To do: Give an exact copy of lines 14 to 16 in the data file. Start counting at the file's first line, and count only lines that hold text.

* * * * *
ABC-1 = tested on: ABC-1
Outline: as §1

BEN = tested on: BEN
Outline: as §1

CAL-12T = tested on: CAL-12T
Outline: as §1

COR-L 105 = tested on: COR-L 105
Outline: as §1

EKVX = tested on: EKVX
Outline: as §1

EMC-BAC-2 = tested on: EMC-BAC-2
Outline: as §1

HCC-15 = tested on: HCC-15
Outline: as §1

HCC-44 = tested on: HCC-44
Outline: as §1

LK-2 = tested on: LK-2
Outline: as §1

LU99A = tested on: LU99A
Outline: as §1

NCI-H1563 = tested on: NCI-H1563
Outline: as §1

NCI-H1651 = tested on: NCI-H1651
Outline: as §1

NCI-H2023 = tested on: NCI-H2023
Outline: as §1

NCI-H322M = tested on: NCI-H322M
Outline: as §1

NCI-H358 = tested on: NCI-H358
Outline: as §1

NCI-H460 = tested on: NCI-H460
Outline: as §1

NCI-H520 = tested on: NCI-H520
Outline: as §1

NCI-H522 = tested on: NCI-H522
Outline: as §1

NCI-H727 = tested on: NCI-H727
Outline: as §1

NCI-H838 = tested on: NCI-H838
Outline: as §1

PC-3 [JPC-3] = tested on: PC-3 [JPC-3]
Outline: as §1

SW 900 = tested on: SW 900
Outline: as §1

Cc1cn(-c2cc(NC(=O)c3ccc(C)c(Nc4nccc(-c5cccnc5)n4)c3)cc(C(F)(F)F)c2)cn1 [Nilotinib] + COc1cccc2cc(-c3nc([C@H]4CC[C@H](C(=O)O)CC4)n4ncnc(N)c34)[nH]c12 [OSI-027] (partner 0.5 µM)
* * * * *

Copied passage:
Outline: as §1

HCC-44 = tested on: HCC-44
Outline: as §1